# How are particle simplices associated into complex particles?

Nonfundamental particles are seen as made up of fundamental particles (in whatever specific theory).

consider the simple case of 2 simplex particles (subscript 1 and 2) which form a complex particle (no subscripts):

• Are $\phi(x_1), \phi(x_2)$ enough to determine $\phi(x_1,x_2)$ or is additional interaction information necessary?

• How is $\phi(x)$ related to $\phi(x_1,x_2)$? i.e. how is the wavefunction of the complex particle as a function of the complex particle position related to the wavefunction of the complex particle as a function of the individual subparticle positions? I would wildly guess to use barycentric centering: $\phi(x)=\int \phi(x_1,x_2)\delta(x - \frac{m_1 x_1+m_2 x_2}{m_1+m_2}) d x_1 d x_2$. But does that really make any sense and does it violate normalization of the resulting wavefunction etc?

now consider a collection of N simplex particles

• In classical physics one could use the energy of the particle to say if it is bound or not, how does this translate to conditions on the wavefunctions?
• One can envision 2 seperate solar systems in classical mechanics, where solar system 1 is not bound to solar system 2, but within each solar system the planets are bound to their star. Given only the positions and velocities of the stars and planets, is boundedness association possible in classical physics? how does one recognice that they form 2 stellar systems which are not bound, but withing stellar systems planets are bound?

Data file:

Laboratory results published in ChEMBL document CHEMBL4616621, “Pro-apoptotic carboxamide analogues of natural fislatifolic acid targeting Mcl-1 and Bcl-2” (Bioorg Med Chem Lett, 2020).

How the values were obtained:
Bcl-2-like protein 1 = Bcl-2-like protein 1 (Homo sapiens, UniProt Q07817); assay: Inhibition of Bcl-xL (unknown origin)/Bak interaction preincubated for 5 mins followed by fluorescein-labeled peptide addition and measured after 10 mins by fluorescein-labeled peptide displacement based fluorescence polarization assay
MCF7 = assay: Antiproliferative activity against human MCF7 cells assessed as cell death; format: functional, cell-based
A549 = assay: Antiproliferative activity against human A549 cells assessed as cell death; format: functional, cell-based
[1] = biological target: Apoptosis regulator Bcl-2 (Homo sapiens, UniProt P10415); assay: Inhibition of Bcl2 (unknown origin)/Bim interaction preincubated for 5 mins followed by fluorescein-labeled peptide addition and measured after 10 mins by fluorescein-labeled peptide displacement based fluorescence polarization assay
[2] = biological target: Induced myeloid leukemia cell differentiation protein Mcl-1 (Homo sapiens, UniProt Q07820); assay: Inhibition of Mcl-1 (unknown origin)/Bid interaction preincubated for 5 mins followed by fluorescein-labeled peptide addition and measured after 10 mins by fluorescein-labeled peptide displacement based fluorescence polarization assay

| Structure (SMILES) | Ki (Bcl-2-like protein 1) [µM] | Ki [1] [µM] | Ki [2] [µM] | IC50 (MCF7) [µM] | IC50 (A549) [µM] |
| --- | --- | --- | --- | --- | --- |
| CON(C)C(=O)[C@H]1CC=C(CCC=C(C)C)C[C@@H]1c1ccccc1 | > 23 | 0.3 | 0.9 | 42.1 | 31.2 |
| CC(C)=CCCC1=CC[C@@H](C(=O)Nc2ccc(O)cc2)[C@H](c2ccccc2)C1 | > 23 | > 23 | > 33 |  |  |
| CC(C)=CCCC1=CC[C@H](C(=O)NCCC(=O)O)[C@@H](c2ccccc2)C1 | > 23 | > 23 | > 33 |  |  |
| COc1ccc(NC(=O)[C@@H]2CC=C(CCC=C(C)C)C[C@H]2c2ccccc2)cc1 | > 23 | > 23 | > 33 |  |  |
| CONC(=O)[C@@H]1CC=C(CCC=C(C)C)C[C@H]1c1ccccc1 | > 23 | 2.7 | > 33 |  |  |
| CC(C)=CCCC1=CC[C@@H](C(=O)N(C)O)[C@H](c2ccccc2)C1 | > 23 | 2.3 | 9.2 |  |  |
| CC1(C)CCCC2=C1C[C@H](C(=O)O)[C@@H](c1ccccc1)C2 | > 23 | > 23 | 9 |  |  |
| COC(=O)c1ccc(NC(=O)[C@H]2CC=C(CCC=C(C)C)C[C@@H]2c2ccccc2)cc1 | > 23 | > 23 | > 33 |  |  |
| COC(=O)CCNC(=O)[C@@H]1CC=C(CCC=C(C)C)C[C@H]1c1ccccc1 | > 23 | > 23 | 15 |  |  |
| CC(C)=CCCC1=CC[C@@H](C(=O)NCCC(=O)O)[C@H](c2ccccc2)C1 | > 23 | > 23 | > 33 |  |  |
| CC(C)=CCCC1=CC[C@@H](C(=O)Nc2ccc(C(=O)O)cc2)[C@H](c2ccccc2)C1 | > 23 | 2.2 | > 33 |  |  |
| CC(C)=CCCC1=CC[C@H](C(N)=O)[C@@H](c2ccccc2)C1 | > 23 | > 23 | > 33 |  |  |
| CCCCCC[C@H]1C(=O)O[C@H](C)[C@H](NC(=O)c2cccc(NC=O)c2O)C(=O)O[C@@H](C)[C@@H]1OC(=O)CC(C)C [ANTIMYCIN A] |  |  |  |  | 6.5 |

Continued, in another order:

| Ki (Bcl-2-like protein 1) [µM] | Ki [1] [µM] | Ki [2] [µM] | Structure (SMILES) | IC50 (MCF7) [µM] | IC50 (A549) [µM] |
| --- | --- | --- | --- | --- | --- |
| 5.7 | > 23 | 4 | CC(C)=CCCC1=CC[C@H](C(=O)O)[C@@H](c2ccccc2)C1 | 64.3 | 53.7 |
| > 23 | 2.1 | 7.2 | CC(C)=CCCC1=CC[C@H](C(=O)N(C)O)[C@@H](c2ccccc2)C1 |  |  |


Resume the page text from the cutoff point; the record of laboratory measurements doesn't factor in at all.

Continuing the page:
• How does one do a similar association given wavefunctions of subparticles to identify which subparticles form a complex particle?

Or does none of the above make any sense?

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You been here long enough to know that we have MathJax. Please use it. The half marked up text math above is an unreadable mess. For Greek letter the apprach is \phi is a lower case phi and \Phi is upper case. Integrals are \int. Upright fractions are \frac{numerator}{denominator}. Superscript ^. Subscript _ –  dmckee Jan 25 '12 at 16:06
ah its latex then? –  propaganda Jan 26 '12 at 3:08
Well, math mode. Like LaTeX inline is single $ and block equations are double $\$. –  dmckee Jan 26 '12 at 3:10
thanks, I tried to look up before, but I couldnt identify what engine was used and what environment I needed... –  propaganda Jan 26 '12 at 3:12

## 1 Answer

Some of these questions are discussed in H. J. Lipkin's book "Quantum Theory: new approaches to selected topics". For example, the author considers an example of deuterons and shows how anti-commutation relations for the creation/annihilation operators for the constituent particles (neutrons and protons) lead to approximate commutation relations for the creation/annihilation operators for deuterons. The interaction information (describing the neutron-proton bound state) is extensively used. There is a lot of fascinating material there, so I cannot present it here.

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